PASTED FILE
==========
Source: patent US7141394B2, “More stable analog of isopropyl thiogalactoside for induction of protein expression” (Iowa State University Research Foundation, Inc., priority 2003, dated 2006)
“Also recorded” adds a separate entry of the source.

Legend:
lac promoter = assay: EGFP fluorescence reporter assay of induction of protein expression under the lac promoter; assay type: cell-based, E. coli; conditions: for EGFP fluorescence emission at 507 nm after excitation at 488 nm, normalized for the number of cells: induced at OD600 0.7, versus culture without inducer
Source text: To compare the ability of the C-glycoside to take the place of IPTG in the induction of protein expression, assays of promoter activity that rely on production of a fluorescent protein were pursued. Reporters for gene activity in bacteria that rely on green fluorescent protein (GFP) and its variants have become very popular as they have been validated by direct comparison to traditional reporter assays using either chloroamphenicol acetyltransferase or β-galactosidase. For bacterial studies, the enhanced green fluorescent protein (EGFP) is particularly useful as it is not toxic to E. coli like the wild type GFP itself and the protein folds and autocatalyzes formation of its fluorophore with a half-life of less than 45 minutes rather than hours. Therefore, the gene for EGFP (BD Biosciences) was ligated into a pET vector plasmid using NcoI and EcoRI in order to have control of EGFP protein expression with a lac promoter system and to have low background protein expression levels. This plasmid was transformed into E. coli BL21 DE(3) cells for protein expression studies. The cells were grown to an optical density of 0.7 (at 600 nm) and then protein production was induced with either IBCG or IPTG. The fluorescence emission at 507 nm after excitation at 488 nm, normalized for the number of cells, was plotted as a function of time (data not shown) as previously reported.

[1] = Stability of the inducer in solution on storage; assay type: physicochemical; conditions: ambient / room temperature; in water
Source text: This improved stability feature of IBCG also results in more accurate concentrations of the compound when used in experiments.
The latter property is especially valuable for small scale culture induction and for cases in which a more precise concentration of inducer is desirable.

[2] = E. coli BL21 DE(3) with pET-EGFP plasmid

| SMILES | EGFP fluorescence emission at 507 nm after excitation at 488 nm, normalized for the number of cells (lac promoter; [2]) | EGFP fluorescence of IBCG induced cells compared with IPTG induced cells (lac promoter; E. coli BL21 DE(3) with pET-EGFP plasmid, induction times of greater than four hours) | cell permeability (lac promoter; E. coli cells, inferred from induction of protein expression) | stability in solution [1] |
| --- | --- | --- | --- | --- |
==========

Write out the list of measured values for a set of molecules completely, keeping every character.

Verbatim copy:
Source: patent US7141394B2, “More stable analog of isopropyl thiogalactoside for induction of protein expression” (Iowa State University Research Foundation, Inc., priority 2003, dated 2006)
“Also recorded” adds a separate entry of the source.

Legend:
lac promoter = assay: EGFP fluorescence reporter assay of induction of protein expression under the lac promoter; assay type: cell-based, E. coli; conditions: for EGFP fluorescence emission at 507 nm after excitation at 488 nm, normalized for the number of cells: induced at OD600 0.7, versus culture without inducer
Source text: To compare the ability of the C-glycoside to take the place of IPTG in the induction of protein expression, assays of promoter activity that rely on production of a fluorescent protein were pursued. Reporters for gene activity in bacteria that rely on green fluorescent protein (GFP) and its variants have become very popular as they have been validated by direct comparison to traditional reporter assays using either chloroamphenicol acetyltransferase or β-galactosidase. For bacterial studies, the enhanced green fluorescent protein (EGFP) is particularly useful as it is not toxic to E. coli like the wild type GFP itself and the protein folds and autocatalyzes formation of its fluorophore with a half-life of less than 45 minutes rather than hours. Therefore, the gene for EGFP (BD Biosciences) was ligated into a pET vector plasmid using NcoI and EcoRI in order to have control of EGFP protein expression with a lac promoter system and to have low background protein expression levels. This plasmid was transformed into E. coli BL21 DE(3) cells for protein expression studies. The cells were grown to an optical density of 0.7 (at 600 nm) and then protein production was induced with either IBCG or IPTG. The fluorescence emission at 507 nm after excitation at 488 nm, normalized for the number of cells, was plotted as a function of time (data not shown) as previously reported.

[1] = Stability of the inducer in solution on storage; assay type: physicochemical; conditions: ambient / room temperature; in water
Source text: This improved stability feature of IBCG also results in more accurate concentrations of the compound when used in experiments.
The latter property is especially valuable for small scale culture induction and for cases in which a more precise concentration of inducer is desirable.

[2] = E. coli BL21 DE(3) with pET-EGFP plasmid

| SMILES | EGFP fluorescence emission at 507 nm after excitation at 488 nm, normalized for the number of cells (lac promoter; [2]) | EGFP fluorescence of IBCG induced cells compared with IPTG induced cells (lac promoter; E. coli BL21 DE(3) with pET-EGFP plasmid, induction times of greater than four hours) | cell permeability (lac promoter; E. coli cells, inferred from induction of protein expression) | stability in solution [1] |
| --- | --- | --- | --- | --- |